Imperial College London

Scott Le Vine

Faculty of EngineeringDepartment of Civil and Environmental Engineering

Research Associate
 
 
 
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Contact

 

+44 (0)20 7594 6100s.le-vine Website CV

 
 
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Location

 

615Skempton BuildingSouth Kensington Campus

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Summary

 

Summary

Scott Le Vine, AICP/PP (CVGoogle-Scholar profile) is a transportation planner with research interests in: 

           * Mobility services

           * Accessibility theory

          * Traffic control strategies

          * Pricing and market governance

Le Vine is appointed as an Assistant Professor at SUNY New Paltz, a Research Associate at Imperial College, and a Visiting Professor in the School of Transportation and Logistics at Southwest Jiaotong University (Chengdu, China).

He frequently delivers invited talks to audiences in academia practicing urban planners, and the automotive industry. He is lead-inventor of patent-pending congestion pricing technology for Self-Driving (Automated) Cars, and has provided expert testimony to various levels of government in both the UK and US.

He is a trustee of the charity Carplus, and a member of the Northeast Connected and Automated Road Transportation Safety (NECARTS) research consortium.

Le Vine serves on the U.S. National Academy of Sciences' standing committees on Public Transport Innovations (TRB-AP020), Intelligent Transportation Systems (TRB-AHB15), and Vehicle Automation (TRB-AHB15[1]).  He is a member of the American Institute of Certified Planners (AICP) and holds a Professional Planning (PP) licence (#33LI00595000) in New Jersey, U.S.

Le Vine co-edited (with John Polak) a 2015 Special Issue of Transportation on Shared-Mobility, and recently co-authored (with Martin Lee-Gosselin) the Transport and Environment chapter of the forthcoming 4th edition of The Geography of Urban Transportation, a textbook widely-used in masters-level and advanced-undergraduate transport planning courses.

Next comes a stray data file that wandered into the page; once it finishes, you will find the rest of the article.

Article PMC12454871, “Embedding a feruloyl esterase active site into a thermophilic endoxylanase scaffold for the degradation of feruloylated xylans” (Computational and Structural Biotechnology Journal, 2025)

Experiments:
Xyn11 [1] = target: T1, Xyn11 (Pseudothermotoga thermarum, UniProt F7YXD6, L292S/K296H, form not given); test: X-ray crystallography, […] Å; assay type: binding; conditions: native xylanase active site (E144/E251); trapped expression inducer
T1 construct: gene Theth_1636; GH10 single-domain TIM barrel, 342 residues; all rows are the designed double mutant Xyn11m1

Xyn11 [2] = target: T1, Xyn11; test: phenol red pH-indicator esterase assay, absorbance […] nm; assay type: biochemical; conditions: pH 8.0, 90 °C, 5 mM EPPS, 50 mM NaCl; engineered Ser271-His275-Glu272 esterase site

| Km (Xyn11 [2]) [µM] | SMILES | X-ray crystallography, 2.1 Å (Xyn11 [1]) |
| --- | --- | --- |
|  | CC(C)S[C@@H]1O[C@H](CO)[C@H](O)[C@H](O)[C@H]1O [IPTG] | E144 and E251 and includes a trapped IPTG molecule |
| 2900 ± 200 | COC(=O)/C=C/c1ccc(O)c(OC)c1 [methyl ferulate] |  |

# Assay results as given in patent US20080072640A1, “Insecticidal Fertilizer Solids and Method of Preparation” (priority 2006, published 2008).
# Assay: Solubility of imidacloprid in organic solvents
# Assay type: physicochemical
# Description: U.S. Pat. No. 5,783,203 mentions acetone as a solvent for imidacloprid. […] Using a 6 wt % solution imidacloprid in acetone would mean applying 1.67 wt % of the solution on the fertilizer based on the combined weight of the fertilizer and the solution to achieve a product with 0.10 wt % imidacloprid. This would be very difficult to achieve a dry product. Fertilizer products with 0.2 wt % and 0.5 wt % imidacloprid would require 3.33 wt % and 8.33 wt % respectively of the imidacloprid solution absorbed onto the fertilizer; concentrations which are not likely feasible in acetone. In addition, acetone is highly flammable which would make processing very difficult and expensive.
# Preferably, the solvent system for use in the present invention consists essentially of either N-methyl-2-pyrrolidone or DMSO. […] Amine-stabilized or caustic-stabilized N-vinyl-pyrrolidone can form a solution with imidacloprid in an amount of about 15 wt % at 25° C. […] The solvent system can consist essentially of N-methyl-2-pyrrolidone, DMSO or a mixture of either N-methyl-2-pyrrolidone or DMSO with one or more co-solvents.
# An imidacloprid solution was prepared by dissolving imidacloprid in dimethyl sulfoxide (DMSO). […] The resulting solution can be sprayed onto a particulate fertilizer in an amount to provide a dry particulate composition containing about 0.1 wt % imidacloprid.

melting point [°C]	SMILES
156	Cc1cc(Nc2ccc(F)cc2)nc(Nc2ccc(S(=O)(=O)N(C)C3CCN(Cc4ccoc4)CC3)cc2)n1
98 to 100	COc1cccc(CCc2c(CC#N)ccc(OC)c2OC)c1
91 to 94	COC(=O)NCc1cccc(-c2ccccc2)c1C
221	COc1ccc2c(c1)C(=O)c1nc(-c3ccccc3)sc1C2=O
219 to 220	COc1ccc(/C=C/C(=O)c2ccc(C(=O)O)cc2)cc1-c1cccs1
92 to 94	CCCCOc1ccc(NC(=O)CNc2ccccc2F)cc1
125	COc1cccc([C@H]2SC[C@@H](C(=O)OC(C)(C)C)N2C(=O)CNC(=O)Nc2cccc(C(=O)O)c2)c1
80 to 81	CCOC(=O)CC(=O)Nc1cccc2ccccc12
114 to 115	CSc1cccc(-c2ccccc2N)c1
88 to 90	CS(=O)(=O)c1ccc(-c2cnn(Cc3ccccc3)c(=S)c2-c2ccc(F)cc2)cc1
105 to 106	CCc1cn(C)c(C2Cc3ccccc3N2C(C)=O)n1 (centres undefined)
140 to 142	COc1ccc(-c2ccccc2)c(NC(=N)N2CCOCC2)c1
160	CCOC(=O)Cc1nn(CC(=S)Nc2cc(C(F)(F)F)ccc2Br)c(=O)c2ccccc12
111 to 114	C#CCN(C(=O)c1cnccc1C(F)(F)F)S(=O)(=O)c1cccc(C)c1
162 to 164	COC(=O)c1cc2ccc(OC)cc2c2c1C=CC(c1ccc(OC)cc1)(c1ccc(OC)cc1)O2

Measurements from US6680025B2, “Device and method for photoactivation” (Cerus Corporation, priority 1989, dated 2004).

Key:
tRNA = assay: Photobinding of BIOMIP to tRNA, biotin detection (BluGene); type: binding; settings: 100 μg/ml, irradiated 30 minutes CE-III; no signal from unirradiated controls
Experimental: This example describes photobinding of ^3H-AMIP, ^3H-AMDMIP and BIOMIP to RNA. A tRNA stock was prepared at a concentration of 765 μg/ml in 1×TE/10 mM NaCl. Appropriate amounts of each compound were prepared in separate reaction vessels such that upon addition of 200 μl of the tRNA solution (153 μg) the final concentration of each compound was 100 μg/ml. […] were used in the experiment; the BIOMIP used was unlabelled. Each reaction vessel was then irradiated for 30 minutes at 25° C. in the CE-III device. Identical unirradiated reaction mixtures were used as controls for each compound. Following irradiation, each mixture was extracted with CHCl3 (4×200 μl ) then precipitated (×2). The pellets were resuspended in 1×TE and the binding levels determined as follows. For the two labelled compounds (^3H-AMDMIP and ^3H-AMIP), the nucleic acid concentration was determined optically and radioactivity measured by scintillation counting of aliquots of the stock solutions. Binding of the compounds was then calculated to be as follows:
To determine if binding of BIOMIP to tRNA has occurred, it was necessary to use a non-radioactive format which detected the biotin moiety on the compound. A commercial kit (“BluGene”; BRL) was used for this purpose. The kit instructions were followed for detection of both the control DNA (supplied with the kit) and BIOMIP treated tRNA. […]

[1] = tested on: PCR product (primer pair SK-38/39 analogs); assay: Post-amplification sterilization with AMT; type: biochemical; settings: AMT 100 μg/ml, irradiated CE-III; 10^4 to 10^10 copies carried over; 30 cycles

He holds degrees from McGill University (Geography), NYU (Urban/Transportation Planning) and Imperial College (Transport Studies, thesis available here).

Le Vine's published academic journal articles are listed here. Conference proceedings are listed in his CV. Published studies and general-readership writings are listed below.

 

Listing of published studies:

1)   ICT and Physical Mobility: State of Knowledge and Future Outlook (Nov '15)

2)   Trends in Urban Travel (In Moving Cities Collection of Essays) (Dec '14)

3)   Generation Next: The changing travel habits of pre-driving age young people in Britain (Oct '14)

4)  Carsharing: Evolution, challenges and opportunities (Sept '14)

5)   Automated Cars: A Smooth Ride Ahead? (Feb '14)

6)    British case study in 'Mobility Y' -- The emerging travel patterns of Generation Y. (Jul '13)

7)    On the Move: Making sense of car and train travel trends in Britain (Dec '12, featured on BBC's Inside Out) (Companion Scottish report, Jun '13; Companion Welsh report, Dec '14)

8)    Car Rental 2.0: Car club innovations and why they matter (Jun '12)

 

Listing of short general-readership pieces:

1) Are we Ready for Driverless Cars: Ethical and Efficiency Trade-offs (Jan '15)

2)    Millennials' Emerging Travel Patterns (Dec '14; Armand Peugeot Conference) Invited paper here; presentation slides here.

3)    The sharing economy will transform the way we think about transport (Dec '14)

4)    Look carefully at 'Generation Next' -- they can't afford to become tomorrow's drivers (Jul '14)

5)    Cars, smartphones, and Paris' air quality crisis (Mar '14) Cross-posted here and here

6)   Automated cars are coming, but has anyone grasped their implications? and Vehicle automation: Proceed with care (Feb '14)

7)    In Britain today, it ain't easy being green (Jul '13) Cross-posted here and here

8)    Bring 'em on? Planning for the robo-cars (Jun '13)

9)    Hold off on Zipcar's eulogy: Planners are key to carsharing's next act (Jan '13)

10)    The drive-it-yourself taxi: A smooth ride? (Jan '13)

11)    The case of London's disappearing traffic: The plot thickens (Dec '12)

Establishing the linkages between online activity and car use: Evidence from a combined travel diary and online-activity pseudo-diary dataset.